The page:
running until 9 July
Arrows and Traps are back with another bold re-imagining of a Shakespearean text, after their previous incarnations of The Taming of the Shrew and Titus Andronicus. This time it’s The Scottish Play that is given the Traps treatment, and on paper it seems like the ideal piece for their brand of reinvention. There are many strong performances to be found, and some interesting creative decisions, but there are a few elements of staging that undermine the power and maturity of the production.
As the titular warrior, David Paisley is consistent and impressive; his assertive and war-like demeanour crumbles into a man on the edge,
with cracks appearing and the effects of shock and violence etched in his face and haunting his eyes. Both he and Cornelia Baumann (as Lady Macbeth) are guilty of a little too much breathlessness in their acting, with heavy breathing being employed for everything from lust to fear to anger to madness – it’s all a bit overdone at times. However, Baumann’s performance grows steadily stronger throughout, an unmistakable gleam in her eye with every step towards power. Her sleepwalking scene reins things back in and is undoubtedly powerful without becoming overwrought. Becky Black, gender-blind cast as Banquo, is equally impressive, inhabiting the role with confidence and moving from easy charm in the opening scenes to credible fear in the latter stages of her narrative. Her ghostly scenes are staged well, although the abruptness of the interval halfway through the banquet ends up breaking the tension rather than creating cliffhanger suspense, as was presumably intended.
Alex Stevens also puts in a striking performance when he reappears as the victorious Malcolm in the play’s climactic scenes, while Pearce Sampson shines in the small but scene-stealing role of the Porter – the famous light relief of this bloody tragedy. It’s a nice touch to see him welcoming the audience as they arrive into the New Wimbledon’s black box studio, breaking the fourth wall in anticipation for a show that puts the audience in such close proximity to the action.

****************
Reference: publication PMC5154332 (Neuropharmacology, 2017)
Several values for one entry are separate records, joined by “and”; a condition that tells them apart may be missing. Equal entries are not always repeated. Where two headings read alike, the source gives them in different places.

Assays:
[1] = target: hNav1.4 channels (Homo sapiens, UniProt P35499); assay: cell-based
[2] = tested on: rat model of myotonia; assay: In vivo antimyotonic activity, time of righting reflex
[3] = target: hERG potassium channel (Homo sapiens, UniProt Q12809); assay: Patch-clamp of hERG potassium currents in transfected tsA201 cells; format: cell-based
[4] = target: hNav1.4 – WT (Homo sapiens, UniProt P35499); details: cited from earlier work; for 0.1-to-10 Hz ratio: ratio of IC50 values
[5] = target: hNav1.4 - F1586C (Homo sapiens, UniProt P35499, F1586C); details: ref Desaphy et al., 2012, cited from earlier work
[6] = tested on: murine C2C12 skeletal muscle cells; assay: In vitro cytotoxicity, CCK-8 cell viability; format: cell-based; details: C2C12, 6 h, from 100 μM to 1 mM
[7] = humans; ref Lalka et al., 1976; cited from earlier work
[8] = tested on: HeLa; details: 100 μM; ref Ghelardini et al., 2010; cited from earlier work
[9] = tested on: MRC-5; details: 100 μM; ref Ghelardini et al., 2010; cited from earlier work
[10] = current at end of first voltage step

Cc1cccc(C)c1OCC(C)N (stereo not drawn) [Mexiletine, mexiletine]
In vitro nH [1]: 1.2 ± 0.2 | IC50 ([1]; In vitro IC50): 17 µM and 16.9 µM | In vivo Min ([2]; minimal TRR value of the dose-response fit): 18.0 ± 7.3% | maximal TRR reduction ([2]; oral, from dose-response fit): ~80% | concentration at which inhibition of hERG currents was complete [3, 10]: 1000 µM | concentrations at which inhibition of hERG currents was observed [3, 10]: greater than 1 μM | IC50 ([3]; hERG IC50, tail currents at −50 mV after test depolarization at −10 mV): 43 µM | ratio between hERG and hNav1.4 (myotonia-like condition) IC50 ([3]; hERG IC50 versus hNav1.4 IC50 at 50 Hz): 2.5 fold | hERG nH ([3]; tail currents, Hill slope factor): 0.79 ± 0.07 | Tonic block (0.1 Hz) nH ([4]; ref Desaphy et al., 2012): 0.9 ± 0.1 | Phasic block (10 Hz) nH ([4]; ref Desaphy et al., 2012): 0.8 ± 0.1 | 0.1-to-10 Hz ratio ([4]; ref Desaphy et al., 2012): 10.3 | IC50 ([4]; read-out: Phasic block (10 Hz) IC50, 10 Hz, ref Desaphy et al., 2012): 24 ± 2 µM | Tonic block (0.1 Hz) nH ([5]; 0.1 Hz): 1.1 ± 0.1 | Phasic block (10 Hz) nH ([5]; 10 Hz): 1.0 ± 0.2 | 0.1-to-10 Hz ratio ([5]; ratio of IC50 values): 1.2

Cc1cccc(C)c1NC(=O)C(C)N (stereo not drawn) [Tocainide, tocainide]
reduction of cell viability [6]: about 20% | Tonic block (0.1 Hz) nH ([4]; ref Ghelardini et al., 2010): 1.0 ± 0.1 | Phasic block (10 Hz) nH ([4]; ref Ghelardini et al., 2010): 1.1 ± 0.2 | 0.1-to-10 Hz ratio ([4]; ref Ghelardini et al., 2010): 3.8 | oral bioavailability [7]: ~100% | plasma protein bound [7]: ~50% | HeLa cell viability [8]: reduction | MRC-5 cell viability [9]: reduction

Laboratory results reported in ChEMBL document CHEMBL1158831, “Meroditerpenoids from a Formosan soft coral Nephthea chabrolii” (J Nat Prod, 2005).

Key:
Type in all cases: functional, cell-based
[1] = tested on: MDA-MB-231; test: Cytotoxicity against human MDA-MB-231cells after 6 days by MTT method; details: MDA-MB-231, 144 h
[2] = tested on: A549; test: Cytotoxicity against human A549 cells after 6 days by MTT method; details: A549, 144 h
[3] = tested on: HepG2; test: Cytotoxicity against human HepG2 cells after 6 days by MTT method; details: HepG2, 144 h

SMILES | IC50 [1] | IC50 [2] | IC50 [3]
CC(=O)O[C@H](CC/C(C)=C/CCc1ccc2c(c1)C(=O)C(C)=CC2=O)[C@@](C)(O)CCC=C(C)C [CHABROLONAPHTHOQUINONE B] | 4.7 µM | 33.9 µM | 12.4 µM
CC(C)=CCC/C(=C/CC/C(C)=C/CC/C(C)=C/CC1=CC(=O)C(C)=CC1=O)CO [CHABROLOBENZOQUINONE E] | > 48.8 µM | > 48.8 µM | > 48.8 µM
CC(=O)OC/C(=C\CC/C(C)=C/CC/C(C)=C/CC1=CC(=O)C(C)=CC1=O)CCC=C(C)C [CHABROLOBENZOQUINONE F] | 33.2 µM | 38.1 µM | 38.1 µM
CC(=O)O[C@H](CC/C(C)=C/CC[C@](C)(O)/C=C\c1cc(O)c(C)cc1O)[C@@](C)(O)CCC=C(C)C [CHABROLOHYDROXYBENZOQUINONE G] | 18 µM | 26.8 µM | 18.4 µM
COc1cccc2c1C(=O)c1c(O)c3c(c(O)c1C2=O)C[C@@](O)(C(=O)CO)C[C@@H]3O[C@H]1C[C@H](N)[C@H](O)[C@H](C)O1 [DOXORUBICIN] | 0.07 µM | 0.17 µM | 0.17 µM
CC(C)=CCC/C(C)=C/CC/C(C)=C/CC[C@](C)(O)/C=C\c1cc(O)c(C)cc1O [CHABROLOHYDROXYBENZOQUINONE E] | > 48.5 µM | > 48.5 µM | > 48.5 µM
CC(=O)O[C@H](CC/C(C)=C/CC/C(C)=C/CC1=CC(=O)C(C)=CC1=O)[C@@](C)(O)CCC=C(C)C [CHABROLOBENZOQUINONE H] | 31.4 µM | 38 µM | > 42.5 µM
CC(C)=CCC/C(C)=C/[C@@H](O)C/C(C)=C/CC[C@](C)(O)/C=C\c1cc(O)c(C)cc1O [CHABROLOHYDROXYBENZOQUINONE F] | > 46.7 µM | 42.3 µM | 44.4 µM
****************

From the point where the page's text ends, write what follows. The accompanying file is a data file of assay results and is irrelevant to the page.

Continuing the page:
From knowing Arrows and Traps’s work, I was expecting something remarkable from the appearance of the witches, as they are certainly the element of the play with which companies can have the most creative fun – the ambiguity of their form, their undoubted creepiness and their oh-so-famous chanting lines lend them perfectly to some kind of spectacular reinvention. Costume designer Ross McGregor has kitted them out inventively, with steampunk-inspired goggles and materials such as satin and lace giving them a weird yet oddly seductive air. However, some of the staging decisions are disappointing and undermine the work of the cast. Notably, the inclusion of modern songs leaves the trio of Elle Banstead-Salim, Olivia Stott and Monique Williams very exposed. Their voices are not strong enough to carry off the vocals with sufficient power (and it is often hard to hear the lyrics over the backing track), the choreography is stilted and the motivation for including the songs is unclear. Adding songs into Shakespeare plays is always a risk, and over the years I’ve seen it work wonderfully or flop terribly. For me, additional songs have to hold some relevance to the overall aesthetic journey of the piece or they will stand out like a sore thumb; unfortunately, I didn’t see any in this case. Furthermore, the use of what looked suspiciously like bicycle lights to attempt an eerie lighting effect also falls flat. For the most part, Arrows and Traps succeed in creating impressive atmosphere on a presumably quite small budget, but in this case the effect came across as amateurish and uninspiring.
These factors are a shame, because on the whole this is a committed ensemble who are producing enjoyable theatre with recognisable and successful creative ambition. Arrows and Traps have carved out a brand of theatre that is unmistakably theirs, and you always know you are going to be surprised and intrigued by what they have to offer. This latest production needs a keen eye and a bit of tough love to strip away some of the elements that fall flat and maximise the talents of its cast.
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